- Recent retiree--35 year's experience teaching reading, English, adult basic education and volunteer leadership skills. Started this blog to exchange ideas and commentary with friends and others having an interest in joining the discussions. Greatest life accomplishments include: 1.organized my 3rd grade class to check out library books for me to get around librarian's weekly limit--Amazon.com, the Mullins Elementary 3rd Grade Class of 1956 is still waiting for "thank you" notes; 2. volunteered in the Peace Corps, island of St. Kitts, West Indies; 3.taught adults to read, earn their GEDs., and speak English as a second language; 4. bought a border collie puppy for $6, got evicted rather than give him up, and began a life-long love affair with all things "Dog"; 5. joined a physical fitness boot camp in my mid-50s--don't mess with someone who's been doing regulation pushups in wet grass at 5:30 a.m.; 6. walked across Northern England with best friend Sally--over 80 miles from the Irish to North Seas; and 7. travelled to many foreign countries for pleasure and work.
Thursday, February 7, 2008
Once a Gardener
From the appearance of the yard, you'd never know that a once serious gardener lives on Summit Court. There was a time when I ordered winter hearty roses from Canada, day lilies from Oregon, and dwarf fruit trees from Michigan.
I planned and planted window boxes and containers that looked like paintings with their subtle mixed colors. Out on the deck landing I always had containers of fresh herbs, baby lettuces of all shades and varieties, and flowers at the ready for cooking and color.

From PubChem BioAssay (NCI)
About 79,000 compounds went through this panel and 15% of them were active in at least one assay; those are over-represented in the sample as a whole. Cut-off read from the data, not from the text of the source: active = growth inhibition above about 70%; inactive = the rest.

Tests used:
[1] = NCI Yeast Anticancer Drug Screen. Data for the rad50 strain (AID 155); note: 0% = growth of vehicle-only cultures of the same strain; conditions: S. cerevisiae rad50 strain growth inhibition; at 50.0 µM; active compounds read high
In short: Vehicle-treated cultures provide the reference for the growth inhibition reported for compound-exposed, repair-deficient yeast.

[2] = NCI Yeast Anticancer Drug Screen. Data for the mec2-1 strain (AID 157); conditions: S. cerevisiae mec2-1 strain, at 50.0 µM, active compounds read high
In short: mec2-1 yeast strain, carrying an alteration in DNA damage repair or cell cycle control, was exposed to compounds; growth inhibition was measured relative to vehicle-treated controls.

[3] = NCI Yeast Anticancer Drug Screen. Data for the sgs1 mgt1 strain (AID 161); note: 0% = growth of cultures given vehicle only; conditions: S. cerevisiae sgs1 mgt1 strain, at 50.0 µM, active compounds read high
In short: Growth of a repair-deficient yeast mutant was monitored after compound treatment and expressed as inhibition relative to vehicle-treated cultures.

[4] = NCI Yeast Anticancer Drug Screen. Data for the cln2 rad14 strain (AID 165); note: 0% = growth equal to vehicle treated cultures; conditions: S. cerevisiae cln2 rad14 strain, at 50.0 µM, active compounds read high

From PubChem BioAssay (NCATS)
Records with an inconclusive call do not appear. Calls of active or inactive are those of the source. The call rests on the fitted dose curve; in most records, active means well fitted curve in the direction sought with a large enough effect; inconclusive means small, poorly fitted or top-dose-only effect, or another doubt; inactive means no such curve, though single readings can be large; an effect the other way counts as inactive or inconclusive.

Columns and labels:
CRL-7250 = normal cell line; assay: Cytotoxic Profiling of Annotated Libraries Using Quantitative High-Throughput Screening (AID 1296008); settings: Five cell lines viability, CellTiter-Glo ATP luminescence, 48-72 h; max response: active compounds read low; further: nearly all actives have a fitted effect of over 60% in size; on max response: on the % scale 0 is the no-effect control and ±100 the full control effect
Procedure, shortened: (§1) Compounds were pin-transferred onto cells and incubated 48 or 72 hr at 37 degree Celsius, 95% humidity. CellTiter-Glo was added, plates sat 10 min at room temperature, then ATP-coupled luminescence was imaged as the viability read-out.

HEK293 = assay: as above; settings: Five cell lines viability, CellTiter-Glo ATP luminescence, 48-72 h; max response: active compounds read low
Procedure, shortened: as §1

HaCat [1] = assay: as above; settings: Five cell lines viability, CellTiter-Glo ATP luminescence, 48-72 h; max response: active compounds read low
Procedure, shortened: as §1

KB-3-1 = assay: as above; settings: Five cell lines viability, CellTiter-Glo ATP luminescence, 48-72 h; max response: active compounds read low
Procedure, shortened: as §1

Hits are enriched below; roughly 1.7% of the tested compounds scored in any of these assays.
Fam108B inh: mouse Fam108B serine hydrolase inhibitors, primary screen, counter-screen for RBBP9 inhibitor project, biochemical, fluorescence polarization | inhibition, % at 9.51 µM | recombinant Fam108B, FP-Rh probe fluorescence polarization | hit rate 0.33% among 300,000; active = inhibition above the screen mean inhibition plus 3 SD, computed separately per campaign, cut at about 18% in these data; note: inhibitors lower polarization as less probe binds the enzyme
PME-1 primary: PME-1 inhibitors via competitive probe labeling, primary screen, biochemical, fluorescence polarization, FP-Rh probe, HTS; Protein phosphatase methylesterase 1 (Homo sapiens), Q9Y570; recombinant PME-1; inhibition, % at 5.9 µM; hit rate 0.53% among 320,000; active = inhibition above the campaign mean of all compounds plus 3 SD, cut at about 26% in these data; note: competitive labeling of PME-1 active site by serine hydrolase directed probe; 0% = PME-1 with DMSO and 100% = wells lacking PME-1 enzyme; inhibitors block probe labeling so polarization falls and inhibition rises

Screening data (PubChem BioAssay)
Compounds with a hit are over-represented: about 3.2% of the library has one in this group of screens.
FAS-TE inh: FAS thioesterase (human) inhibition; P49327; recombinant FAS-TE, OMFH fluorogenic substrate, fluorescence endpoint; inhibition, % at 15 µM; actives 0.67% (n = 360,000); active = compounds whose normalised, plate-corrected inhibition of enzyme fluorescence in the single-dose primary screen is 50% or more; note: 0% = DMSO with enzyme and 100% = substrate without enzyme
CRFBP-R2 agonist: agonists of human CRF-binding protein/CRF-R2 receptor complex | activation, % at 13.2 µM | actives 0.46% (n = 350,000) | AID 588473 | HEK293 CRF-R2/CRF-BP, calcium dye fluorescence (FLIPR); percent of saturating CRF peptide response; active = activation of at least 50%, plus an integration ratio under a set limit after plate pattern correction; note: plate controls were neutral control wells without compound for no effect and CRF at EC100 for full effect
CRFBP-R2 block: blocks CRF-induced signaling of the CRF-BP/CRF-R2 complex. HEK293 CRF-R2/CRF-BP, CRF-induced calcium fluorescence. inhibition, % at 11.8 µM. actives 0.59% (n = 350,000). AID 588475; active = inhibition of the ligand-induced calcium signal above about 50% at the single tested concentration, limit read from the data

These beautiful scarlet peonies were given to me by my 84 year old Aunt Draxie who'd had them in her own yard for over 60 years.
From July through August the Oregon daylilies were in full glorious bloom, massed in sweeping beds of many colors. This one I called Georgia Peach for its soft peachy color.
My idea of a great Saturday morning was to hop in the truck with my neighbor Buddy and pick up a de-thatcher from General Rental. We'd then spend the whole day combimg and raking my lawn until we had a soft green carpet for a wide variety of beautiful flowers, shrubs, and perennials. I was up at daylight and out in the yard working, sometimes still at it after dark by the porch light. I read about gardens, talked about gardening, spent my money on plants and garden tools. Any travel in the U.S. always included visits to the great gardens, especially in the south--the pocket gardens of Charleston, Bellingrath in Alabama, the Biltmore in North Carolina. In New England, it was shopping at the old nurseries like White Flower Farm and Logee's. All the time I was learning about plants and garden design. Then, I tried to apply what I learned in creating my own landscape. Sometimes the student did pretty well, don't you think?
All this was 15-20 years ago. Now my yard looks like the starting photo at the top of this post. The grass is spare and mossy, last fall's leaves cover the ground, branches and limbs from dead trees came down in the recent storms. There are no good foundation plantings around the house and moles have created underground condos all over the yard.
With the first signs of spring--yesterday I saw the first chevron of geese flying overhead on their return from winter feeding grounds--I'm ready to make Summit Court look like a gardener lives here again. These last dreary days of winter will be a good time to get out the books and catalogs and do some plotting until it's time to start kicking up some dirt again.